British Columbia

A $4.8M chandelier under Vancouver's Granville Bridge draws divided response

In a city grappling with a housing and homelessness crisis, the chandelier has ignited criticisms of Versailles-like grandeur and excess, fuelled by its eye-popping $4.8-million price tag.

Public art piece, paid for by developer, criticized for excess in a city grappling with a housing crisis

The installation, titled Spinning Chandelier, is made up of 600 faux crystals. (Maggie MacPherson/CBC)

As Pierre Blais crossed the noisy construction site Wednesday on Vancouver's Beach Avenue, dodging the forklifts and street sweepers, he nearly didn't see the massive chandelier dangling above him.

It wasn't until he paused and a construction worker pointed above, twirling her finger in a circular motion, that he stumbled upon the city's newest public art installation.

"It's gaudy," said Blais, a 51-year-old small business owner, gazing at the chandelier's 600 faux crystals. "If that was the demographic they're aiming for, they nailed it."

Blais, who has lived for five years in the neighbourhood, reflects the polarizing response to the installation since its grand unveiling this week.

In a city grappling with a housing and homelessness crisis, the chandelier has ignited criticisms of Versailles-like grandeur and excess, fuelled by its eye-popping $4.8-million price tag.

The piece, titled Spinning Chandelier, was designed by B.C. artist Rodney Graham, who based it on a 2005 film installation of a whirling chandelier.

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The fixture spans 7.7 metres in height and 4.2 metres in length and is made of stainless steel, LED lamps and polyurethane faux crystals.

Every so often, the chandelier descends from the north end of the Granville Bridge, spins for about four minutes while flashing its lights, then retreats into the bridge's underbelly.

"The price tag is way too high for what it is," said Janice Rafael, a 58-year-old retired artist, who walks by the area daily.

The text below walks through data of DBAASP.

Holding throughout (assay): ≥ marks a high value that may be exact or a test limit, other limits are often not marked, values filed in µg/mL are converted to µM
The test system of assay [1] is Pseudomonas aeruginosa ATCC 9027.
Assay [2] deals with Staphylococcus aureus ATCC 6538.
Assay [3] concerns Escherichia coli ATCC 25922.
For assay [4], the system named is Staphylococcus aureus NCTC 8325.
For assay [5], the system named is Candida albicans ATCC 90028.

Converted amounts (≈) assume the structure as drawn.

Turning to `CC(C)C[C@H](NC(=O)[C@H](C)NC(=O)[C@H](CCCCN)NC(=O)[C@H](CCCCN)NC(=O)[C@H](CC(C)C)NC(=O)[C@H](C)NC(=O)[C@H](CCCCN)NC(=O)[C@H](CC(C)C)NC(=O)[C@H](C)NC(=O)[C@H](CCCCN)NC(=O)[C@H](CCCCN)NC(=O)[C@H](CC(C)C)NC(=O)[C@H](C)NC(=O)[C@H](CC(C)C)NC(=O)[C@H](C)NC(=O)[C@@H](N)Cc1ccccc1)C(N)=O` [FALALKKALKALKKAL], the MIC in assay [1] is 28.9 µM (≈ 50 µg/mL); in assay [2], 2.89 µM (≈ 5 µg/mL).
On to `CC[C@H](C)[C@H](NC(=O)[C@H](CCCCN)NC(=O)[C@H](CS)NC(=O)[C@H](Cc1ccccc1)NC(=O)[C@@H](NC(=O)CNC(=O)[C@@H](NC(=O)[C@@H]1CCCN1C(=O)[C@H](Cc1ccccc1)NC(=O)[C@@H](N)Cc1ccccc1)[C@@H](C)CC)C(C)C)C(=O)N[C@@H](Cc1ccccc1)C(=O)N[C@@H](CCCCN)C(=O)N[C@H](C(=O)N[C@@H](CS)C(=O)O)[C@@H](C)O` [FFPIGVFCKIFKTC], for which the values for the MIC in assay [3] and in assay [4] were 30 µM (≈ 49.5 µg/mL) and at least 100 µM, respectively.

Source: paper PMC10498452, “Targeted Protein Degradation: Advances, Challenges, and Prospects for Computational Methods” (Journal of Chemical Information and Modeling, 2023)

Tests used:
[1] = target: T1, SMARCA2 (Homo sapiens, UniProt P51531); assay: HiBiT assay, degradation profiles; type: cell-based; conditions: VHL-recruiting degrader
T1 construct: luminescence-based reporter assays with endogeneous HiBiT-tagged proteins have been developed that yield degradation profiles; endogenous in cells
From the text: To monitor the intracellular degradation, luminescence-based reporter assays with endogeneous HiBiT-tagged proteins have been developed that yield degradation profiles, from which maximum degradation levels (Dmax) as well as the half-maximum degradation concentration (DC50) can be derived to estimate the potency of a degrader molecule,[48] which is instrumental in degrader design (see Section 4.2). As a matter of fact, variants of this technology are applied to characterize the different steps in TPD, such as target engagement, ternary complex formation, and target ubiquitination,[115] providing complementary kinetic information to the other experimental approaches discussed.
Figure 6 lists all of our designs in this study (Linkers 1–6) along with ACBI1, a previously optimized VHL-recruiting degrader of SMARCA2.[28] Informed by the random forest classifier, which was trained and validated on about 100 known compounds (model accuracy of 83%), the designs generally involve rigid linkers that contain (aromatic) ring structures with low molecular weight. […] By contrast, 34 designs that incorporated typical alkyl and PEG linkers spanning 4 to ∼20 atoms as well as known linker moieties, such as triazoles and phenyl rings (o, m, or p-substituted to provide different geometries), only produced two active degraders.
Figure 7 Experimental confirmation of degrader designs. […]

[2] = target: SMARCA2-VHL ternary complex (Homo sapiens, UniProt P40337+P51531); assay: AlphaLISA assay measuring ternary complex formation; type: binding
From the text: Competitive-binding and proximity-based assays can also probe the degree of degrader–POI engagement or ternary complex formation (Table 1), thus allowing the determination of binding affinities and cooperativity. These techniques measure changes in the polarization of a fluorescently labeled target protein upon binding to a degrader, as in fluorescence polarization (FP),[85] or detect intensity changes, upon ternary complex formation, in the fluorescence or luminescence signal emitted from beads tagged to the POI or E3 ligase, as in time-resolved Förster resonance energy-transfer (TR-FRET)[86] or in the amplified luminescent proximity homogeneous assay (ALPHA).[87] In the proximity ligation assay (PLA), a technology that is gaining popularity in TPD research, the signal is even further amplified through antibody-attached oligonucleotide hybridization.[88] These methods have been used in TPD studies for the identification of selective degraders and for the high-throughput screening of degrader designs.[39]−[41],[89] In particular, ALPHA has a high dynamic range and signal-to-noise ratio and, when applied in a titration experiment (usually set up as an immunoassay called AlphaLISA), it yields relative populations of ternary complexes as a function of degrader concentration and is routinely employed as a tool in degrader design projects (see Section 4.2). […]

Rafael said she wishes part of that money had gone to adding artwork or amenities at May and Lorne Brown Park, a small, busy green space a block away.

The installation was commissioned and paid for by the luxury property developer Westbank as part of its Vancouver House project. The site's centrepiece is a twisting, Jenga-like highrise, just north of the chandelier.

In a written statement, Westbank said there will always be critics when it comes to spending on public art.

"There is a pervasive attitude in our city that we must choose between contributing to social infrastructure or making other contributions, whether artistic or cultural, that are seen as less functional," the developer wrote.

"Westbank does not view this as an 'either or' situation."

It took more than three years to design and manufacture the nearly eight-metre-tall chandelier. (Maggie MacPherson/CBC)

Changing neighbourhood

Westbank was required to provide a public art piece for Vancouver House under the city's bylaws.

It first pegged the cost at $1.2 million in its 2015 proposal to city council, but that number ballooned to $4.8 million as the project's complexity came to light.

The city allowed Westbank to pool funds from three other developments to create one larger installation. Westbank covered the entire cost of the chandelier and is on the hook for any maintenance. 

As part of the city's rezoning conditions, Westbank will contribute 106 new rental homes and more than $21 million in levies to the city.

Units in the Vancouver House, however, cater to the wealthy: A three-bedroom unit is listed at $6.9 million, while a two-bedroom penthouse is up for nearly $9 million.

The development has drawn a flurry of activity to a historically industrial area, where the homeless have often sought refuge under the bridge.

Observers stop to take photos of the chandelier. (Maggie MacPherson/CBC)

Eric Fredericksen, head of public art for the City of Vancouver, said the chandelier will bring more people to the "rough and functional" space. But he's mindful of the criticism.

"For the artist, I think he was thinking more abstractly about the sculpture and the light possibilities in the chandelier. I'm not sure how much the social implications are in there," Fredericksen said.

"But they are there now and I think they'll be part of the reading of the piece, which is a spectacular object. I'm curious as to how that conversation will play out over time."

For some, the chandelier is best viewed as a feat of design. Desmond Williams, a 59-year-old engineer, scrutinized the chandelier as crews tested out the chandelier.

"I don't know if it's the best public art that I would see for this area. I haven't decided," Williams said.

Just then, the chandelier began to spin, its crystals flaring out like wings. Williams' face lit up.

"Already I'm liking it," he said. "I think with light, it could be really cool."

The chandelier will hang dormant for most of the day. (Maggie MacPherson/CBC)


Alex Migdal is a senior producer with the CBC News social and audience team. He was previously a reporter for CBC News in Vancouver. You can reach him at